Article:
One-income living in a two-income world
Evaluating Your Options
by Lucynda Koesters
My Story: Living on One Income
A Decision to Stay Home
According to a national survey by Rob Reiner's I Am Your Child Foundation, two out of three working parents would rather stay home to raise the children than work, if it could be done financially. Many parents wish to evaluate the possibility of trading a full-time away-from-the-home job for part-time work, home-based work or a full-time stay-at-home option. Weighing these options will provide a look at the pros and cons of each, thereby providing the seeker with a list of questions and concerns to be answered prior to making a decision. The following exercise in weighing options was presented in "The Working Parents Line," a syndicated newspaper column. You are going to look at your options and weigh them with an imaginary scale.
First, decide what options to consider. Yours may look something like these:
- Leave your current job and come home full time.
- Trade your full-time job for a similar part-time position at your current company.
- Leave your full-time job to become a free-lancer.
List each option on a separate sheet of paper and leave space for two columns: pros on one side and cons on the other. For example, under the first option, several pros might be being at home all day to care for an infant, less mental stress, greater family time, etc. Cons might include 40% loss of household income, stepping off career track, and more pressure on working spouse.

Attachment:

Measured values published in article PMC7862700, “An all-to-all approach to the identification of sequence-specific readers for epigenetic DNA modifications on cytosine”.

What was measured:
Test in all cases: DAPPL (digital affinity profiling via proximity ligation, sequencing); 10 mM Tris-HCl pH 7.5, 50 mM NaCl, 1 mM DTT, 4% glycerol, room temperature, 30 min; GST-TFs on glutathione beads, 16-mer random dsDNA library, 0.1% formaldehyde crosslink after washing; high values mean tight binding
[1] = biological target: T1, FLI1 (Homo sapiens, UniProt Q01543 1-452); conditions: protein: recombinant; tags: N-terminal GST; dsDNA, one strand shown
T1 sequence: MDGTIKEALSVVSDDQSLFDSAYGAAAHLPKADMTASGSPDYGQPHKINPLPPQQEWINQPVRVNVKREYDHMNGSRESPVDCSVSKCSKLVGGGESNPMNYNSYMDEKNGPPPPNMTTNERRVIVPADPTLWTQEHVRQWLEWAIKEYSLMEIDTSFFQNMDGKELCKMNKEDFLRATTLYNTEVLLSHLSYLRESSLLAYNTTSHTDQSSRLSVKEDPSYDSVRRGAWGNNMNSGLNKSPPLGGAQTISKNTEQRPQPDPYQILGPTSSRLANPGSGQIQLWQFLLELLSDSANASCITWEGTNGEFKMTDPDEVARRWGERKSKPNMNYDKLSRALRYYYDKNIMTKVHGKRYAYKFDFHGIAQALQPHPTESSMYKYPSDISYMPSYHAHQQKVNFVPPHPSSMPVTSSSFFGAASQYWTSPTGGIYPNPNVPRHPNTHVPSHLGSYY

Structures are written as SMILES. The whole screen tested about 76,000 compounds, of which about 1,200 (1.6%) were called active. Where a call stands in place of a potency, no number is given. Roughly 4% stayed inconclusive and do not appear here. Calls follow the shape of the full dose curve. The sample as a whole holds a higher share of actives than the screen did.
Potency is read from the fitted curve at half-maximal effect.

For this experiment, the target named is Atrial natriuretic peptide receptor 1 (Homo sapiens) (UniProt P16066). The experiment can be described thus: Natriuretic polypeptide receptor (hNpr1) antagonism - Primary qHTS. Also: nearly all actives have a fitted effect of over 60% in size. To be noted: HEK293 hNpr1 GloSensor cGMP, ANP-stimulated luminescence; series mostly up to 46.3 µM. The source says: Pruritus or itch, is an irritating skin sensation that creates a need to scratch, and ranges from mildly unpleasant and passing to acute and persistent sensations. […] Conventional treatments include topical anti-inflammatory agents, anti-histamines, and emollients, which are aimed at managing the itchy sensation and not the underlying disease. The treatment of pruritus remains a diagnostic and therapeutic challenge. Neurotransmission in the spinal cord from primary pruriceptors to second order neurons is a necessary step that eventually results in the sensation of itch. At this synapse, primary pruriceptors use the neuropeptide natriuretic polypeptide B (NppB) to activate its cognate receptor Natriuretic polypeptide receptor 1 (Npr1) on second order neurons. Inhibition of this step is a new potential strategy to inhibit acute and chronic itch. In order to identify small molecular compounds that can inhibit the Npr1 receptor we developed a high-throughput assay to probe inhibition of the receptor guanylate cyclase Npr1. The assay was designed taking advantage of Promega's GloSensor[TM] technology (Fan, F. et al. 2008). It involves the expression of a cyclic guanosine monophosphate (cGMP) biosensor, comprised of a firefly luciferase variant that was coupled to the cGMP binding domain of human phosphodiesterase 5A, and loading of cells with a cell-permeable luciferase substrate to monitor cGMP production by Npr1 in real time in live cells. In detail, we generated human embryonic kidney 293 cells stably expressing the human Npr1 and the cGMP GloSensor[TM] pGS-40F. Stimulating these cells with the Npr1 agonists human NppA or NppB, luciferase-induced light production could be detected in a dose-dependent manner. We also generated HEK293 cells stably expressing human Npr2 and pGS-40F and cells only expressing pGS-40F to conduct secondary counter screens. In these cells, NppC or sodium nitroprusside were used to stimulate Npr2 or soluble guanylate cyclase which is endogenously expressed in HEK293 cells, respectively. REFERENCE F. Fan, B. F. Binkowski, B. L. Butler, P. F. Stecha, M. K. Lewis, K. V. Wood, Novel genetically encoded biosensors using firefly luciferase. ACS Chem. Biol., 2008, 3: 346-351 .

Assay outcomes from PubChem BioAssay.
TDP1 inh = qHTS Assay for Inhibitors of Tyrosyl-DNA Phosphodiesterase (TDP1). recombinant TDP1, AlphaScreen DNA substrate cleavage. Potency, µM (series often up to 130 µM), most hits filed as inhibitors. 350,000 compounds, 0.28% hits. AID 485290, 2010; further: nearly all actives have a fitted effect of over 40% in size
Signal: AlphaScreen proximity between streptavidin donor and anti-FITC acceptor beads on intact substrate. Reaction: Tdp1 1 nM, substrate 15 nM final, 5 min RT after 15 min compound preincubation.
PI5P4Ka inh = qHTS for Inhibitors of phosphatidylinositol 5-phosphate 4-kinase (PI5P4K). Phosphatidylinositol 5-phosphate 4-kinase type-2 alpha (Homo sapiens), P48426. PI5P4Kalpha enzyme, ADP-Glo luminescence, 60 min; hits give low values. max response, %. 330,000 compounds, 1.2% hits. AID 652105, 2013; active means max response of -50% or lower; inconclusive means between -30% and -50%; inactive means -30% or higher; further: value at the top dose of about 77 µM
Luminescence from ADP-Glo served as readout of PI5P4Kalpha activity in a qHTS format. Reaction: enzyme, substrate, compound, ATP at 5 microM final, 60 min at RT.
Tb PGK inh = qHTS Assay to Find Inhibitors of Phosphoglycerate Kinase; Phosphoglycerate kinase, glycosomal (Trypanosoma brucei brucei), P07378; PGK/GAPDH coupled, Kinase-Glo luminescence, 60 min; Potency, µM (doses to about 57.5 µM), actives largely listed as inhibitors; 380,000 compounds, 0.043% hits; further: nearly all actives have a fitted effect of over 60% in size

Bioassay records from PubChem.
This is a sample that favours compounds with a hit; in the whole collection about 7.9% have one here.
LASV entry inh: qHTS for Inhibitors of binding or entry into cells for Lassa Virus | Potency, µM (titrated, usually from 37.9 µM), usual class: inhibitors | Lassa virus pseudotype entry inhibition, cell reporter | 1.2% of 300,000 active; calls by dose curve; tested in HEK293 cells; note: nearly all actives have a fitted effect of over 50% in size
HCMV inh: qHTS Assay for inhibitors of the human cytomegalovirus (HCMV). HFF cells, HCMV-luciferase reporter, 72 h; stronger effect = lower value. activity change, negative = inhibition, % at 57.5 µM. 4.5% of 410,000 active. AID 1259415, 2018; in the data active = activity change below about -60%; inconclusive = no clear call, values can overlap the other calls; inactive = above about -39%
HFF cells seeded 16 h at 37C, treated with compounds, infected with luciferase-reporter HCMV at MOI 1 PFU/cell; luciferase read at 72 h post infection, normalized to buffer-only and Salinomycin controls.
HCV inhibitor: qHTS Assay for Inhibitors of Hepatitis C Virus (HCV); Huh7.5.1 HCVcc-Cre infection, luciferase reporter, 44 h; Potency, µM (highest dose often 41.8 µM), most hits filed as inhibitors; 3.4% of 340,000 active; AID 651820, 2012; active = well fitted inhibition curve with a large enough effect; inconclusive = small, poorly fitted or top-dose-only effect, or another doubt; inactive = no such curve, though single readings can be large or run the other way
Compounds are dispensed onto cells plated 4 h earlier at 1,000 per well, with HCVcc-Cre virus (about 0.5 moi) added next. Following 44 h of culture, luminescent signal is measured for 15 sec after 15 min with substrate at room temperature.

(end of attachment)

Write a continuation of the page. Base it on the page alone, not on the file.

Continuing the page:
After listing every possible pro and con that you can think of for each option, assign a weight to each pro and each con. Use a scale of one to ten, with ten being "very important" and one being "not very important." In the above example, the pros to coming home full-time might garner weights of ten (being home with baby), eight (less daily stress) and ten (more family time), respectively. The cons might be weighed as eight (40% loss of household income), six (stepping off career track), and eight (more pressure on working spouse).
Now, total the weights in each option and compare your weighted pros and cons for each. In the above example, we can see that total weight of the "pros" is 28. The total weight of the "cons" is 22. Here, the pros outweigh the cons, giving the seeker a clear view of the desirability of this option. However, this evaluation also provides a look at what concerns will be most influential. If the evaluator decides to go ahead with this plan (coming home), he or she will need to be aware of the added stress on the working spouse, and be prepared to handle the 40% loss of income (by planning a lowered household budget ahead of time). He or she will also need to address the concern of stepping off a career path; perhaps by formulating a plan to stay informed at home via trade magazines, the Internet and professional organizations in his or her field.
Be honest in your evaluation. If the pros are very important to you, list them and weight them high. Also be realistic in listing the cons to each option and weight them appropriately as well. This type of evaluation will give you a good idea of what issues and concerns you may face with each option. Don't be afraid to look at all of your options carefully before proceeding with a decision to pursue one. When that decision is made, go back to your list of cons and review each issue. Realizing concerns ahead of time will be helpful in heading them off as you proceed into a new lifestyle choice.
Lucynda Koesters is the author of Finding Your Way Home, How to Become a Successful Stay-at-Home Parent
Share your thoughts about this article with the editor.
Money-Saving Tools for Families
Trending This Week
- A financial safety net for single moms
- Do we need a will?
- Chip off the old cheapskate
- Frugal party ideas for twin tweens
- Home remedies to soothe the sizzle of sunburn
- 5 big bills you can cut fast
- 5 frugal ways to expand your living space
- 4 steps to a simpler (and more frugal) life
- This week's Readers' Tips